The future of work: MAGNiTT interviews Co-Founders of Ogram, a supply and demand matching platform
Following the exciting announcement, MAGNiTT spoke with Co-Founders of Ogram, Shafiq Khartabil, Karim Beyhum and Karim Kouatly to discover more about their plans for this growing startup, how they managed to raise this round with the ongoing pandemic, how the crisis has affected their platform, their thoughts on future ways of working, and more.
Q1. Tell us briefly about Ogram. How does it work?
SK: Ogram is a supply and demand matching platform connecting talent to temporary roles across several sectors in the UAE. Our business model is commission based, we charge companies a commission on top of the hourly rate provided by the service providers. Engagements vary by quantity and duration, with some businesses seeking and engaging multiple service providers through our platform for periods as long as a year. We facilitate service providers to find opportunities with businesses that have an ongoing need for staffing, as well as, seasonal businesses that want to optimize their staffing costs.
Q2. What is your big-picture vision for the future of Ogram?
SK: The gig economy is the future of work - we really believe that multiple jobs will be the norm for future generations and we plan to be one of the first movers in the region and, eventually, hope to be a dominant player in the global space.
Q3. It is quite extraordinary that you managed to raise this round with the current COVID-19 crisis. Was this round in the works from much earlier? How did COVID-19 affect your fundraising efforts?
KB: We were in discussions with Global Ventures prior to the COVID-19 pandemic. The current crisis has only reinforced the need for flexible staffing solutions as companies adopt corporate austerity measures and we see significant changes to the ways we work and interact with each other.
Q4. It’s safe to assume that after this round, you're going to have some exciting growth plans. Can you share some of Ogram’s short-term plans for expansion with us?
KK: Next month, we plan to test the beta version of our virtual platform with our existing user base and, following this, we expect to officially launch the first versions of the client and service provider applications. Our platform will optimise our user journey, allowing customers to seamlessly book, manage, and pay for their services and offering service providers the convenience of accepting and managing their jobs directly with employers. We continue to selectively hire good talent with experience in taking a product to market, and are focused on creating value for our users, as well as growing our revenue streams. We have short-term plans to scale into other parts of the region and long term plans to expand globally.
Q5. How has the current climate affected behavior on the platform e.g. number of roles available vs the amount of talent?
KK: We embraced shifting consumer demand early on and strategically adjusted our efforts to funnel the growing workforce available into sectors that are seeing a demand during this period, such as grocery retail and e-commerce. We have also successfully re-allocated a lot of our hospitality supply (waiters, runners, etc.) to jobs within the sectors that have been positively impacted by COVID-19.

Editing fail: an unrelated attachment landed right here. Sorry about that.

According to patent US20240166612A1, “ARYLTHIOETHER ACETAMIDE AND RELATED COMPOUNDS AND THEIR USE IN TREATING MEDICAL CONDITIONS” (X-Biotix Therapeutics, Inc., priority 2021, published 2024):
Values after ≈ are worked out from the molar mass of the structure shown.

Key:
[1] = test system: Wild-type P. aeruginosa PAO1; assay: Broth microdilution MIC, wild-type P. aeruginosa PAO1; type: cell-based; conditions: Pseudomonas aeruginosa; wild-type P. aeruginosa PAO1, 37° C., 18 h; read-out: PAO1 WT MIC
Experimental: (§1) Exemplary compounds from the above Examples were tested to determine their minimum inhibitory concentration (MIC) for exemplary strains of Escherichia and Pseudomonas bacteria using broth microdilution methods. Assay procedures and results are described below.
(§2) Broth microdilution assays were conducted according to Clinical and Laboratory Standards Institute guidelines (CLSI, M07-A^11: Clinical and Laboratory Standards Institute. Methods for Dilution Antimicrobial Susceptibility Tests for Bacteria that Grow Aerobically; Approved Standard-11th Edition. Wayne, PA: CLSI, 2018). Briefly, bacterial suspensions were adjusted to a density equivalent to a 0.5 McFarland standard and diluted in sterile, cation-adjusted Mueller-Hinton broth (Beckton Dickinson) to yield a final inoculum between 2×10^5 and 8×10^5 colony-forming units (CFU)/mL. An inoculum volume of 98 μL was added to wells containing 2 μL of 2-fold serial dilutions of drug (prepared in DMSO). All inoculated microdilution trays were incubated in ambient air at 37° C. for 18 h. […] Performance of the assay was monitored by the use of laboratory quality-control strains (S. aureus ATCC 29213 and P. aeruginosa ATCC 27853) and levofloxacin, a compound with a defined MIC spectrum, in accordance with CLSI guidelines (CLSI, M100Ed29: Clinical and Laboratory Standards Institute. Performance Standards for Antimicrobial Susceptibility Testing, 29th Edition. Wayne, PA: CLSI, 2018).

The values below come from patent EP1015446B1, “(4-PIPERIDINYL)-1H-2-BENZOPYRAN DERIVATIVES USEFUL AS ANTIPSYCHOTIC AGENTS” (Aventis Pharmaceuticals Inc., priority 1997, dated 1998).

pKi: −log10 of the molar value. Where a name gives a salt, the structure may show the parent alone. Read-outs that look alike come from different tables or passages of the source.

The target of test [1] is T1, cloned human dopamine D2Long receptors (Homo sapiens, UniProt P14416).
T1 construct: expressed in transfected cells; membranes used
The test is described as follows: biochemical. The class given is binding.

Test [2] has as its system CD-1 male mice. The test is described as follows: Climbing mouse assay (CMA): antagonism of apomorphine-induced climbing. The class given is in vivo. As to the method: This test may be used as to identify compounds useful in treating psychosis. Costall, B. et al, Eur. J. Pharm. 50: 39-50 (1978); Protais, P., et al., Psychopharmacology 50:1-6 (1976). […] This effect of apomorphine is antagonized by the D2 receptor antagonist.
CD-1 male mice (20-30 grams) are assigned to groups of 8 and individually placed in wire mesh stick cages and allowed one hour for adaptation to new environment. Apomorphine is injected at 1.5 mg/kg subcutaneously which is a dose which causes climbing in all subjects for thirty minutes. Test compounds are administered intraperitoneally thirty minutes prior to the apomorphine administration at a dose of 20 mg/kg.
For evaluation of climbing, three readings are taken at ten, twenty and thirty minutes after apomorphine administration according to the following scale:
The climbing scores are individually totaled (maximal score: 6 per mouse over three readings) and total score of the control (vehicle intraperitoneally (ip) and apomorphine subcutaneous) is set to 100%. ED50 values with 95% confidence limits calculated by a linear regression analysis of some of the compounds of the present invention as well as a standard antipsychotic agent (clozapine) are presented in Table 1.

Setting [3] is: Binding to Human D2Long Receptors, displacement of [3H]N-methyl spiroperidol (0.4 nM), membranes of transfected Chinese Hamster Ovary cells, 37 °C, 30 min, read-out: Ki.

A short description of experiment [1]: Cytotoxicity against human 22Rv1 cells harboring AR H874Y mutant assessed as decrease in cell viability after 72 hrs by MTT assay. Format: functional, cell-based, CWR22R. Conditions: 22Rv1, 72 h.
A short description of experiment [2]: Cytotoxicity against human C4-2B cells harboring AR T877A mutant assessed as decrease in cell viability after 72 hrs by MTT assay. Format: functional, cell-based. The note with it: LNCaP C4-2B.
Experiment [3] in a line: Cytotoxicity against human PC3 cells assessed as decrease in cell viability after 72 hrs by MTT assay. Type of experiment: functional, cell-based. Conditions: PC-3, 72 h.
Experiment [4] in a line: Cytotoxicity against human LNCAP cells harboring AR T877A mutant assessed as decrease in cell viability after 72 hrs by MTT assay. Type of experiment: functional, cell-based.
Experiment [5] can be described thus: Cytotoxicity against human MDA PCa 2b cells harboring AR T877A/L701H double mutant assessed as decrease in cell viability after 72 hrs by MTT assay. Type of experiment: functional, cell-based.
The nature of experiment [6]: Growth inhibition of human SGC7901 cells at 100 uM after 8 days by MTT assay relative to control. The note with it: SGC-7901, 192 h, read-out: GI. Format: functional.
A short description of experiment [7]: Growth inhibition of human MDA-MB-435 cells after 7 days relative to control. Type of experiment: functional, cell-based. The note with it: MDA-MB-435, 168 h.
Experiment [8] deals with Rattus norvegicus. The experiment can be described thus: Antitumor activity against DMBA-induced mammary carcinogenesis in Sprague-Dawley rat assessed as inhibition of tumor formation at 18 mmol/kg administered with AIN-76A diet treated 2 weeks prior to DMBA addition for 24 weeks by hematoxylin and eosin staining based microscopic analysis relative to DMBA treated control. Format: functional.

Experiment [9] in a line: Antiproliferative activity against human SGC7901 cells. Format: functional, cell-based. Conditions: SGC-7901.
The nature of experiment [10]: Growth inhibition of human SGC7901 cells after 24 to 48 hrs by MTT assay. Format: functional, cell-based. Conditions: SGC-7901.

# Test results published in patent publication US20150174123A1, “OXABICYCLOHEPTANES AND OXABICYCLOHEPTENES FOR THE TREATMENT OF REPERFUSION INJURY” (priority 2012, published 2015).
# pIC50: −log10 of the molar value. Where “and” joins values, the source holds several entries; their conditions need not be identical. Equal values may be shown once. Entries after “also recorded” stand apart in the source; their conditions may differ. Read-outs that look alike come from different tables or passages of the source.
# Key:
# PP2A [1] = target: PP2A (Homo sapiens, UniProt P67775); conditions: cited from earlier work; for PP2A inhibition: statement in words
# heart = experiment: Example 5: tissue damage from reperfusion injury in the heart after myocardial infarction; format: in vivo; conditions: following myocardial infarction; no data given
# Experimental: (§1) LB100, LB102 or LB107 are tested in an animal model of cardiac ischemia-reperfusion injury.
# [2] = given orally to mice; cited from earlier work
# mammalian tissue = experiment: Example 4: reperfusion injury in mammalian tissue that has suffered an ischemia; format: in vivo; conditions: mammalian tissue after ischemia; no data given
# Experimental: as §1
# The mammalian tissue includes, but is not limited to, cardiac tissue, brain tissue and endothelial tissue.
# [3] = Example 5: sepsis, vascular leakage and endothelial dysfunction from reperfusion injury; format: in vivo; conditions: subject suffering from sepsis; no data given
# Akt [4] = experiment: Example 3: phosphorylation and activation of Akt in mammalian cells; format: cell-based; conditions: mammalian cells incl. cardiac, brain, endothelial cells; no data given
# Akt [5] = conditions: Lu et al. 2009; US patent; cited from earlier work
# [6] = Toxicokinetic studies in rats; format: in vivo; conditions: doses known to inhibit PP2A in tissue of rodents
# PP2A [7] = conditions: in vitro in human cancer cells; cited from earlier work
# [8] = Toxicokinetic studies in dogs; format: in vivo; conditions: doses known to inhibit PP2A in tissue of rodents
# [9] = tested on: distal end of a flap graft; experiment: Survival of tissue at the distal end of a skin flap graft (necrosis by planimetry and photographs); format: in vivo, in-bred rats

Q6. How do you think the current climate will affect the way we work in the future? Do you think we’ll go back to our normal ways of working, or do you think there will there be changes that will stick?
SK: I believe that the post-COVID-19 work environment will be one that is more mindful, and consequently more effective. The crisis has pushed us to be more thoughtful about our interactions, and we have seen that there are viable virtual alternatives to almost all in-person meetings. We can argue that this has been a wake-up call to the global workforce, pushing individuals to learn new talents, engage in multiple jobs, and enable multiple crisis-proof income channels. Companies are already leaning into the future of work and staffing, seeking temporary and flexible solutions to reduce fixed costs amid the market uncertainty. Going forward, we believe that flexible workers will allow businesses the agility to recover in line with the economy.
Q7. What were you looking for from your investors, beyond capital?
KB: Mentorship for growth, strategic actionable insights, and increase in network reach.
Q8. What do you foresee as the largest challenges to scaling Ogram in MENA/beyond?
- Labour regulatory frameworks - regional governments have been cautious with regards to the gig economy. We believe that the current crisis will serve to accelerate legislation in favour of flexible work and align labour laws to fuel the growth of this economy.
- Quality and trained supply - we were fortunate enough that the UAE consists of quality supply that are well trained. However, as we enter new markets, we expect to increase training efforts with service providers.
- We also anticipate that we will need to educate and train both customers and service providers to adopt our virtual platform - these services have conventionally been managed offline. The focus of our user journey is to be as simple as possible!
Q9. Finally, what advice would you give to yourself five years ago?
SK: To learn certain skills, such as the basics of coding, data analytics, digital marketing, and creating customer value on a product. I would also tell myself “I believe in you, keep it going!” – Shafiq Khartabil, CEO & Co-founder
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The ongoing crisis has placed the Healthcare sector under a microscope unlike ever before. Learn all about the industry’s funding and investment trends in our 2019 MENA Healthcare Venture Investment Report.